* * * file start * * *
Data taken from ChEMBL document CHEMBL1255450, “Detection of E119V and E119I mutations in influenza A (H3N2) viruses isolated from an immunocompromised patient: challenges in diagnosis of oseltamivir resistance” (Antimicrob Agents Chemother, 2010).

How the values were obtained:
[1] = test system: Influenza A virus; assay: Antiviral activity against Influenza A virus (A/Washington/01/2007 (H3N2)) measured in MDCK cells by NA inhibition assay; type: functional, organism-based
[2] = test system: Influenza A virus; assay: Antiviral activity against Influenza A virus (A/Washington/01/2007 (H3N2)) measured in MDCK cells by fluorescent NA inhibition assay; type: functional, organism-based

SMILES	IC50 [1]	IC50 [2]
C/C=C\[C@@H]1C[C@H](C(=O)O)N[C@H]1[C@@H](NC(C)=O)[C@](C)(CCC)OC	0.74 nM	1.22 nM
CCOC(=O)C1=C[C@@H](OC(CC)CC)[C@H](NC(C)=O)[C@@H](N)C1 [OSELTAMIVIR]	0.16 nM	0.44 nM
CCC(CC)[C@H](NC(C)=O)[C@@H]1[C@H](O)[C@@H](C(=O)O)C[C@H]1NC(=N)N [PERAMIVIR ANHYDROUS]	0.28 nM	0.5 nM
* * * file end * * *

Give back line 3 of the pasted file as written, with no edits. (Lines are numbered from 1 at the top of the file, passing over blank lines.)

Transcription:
[1] = test system: Influenza A virus; assay: Antiviral activity against Influenza A virus (A/Washington/01/2007 (H3N2)) measured in MDCK cells by NA inhibition assay; type: functional, organism-based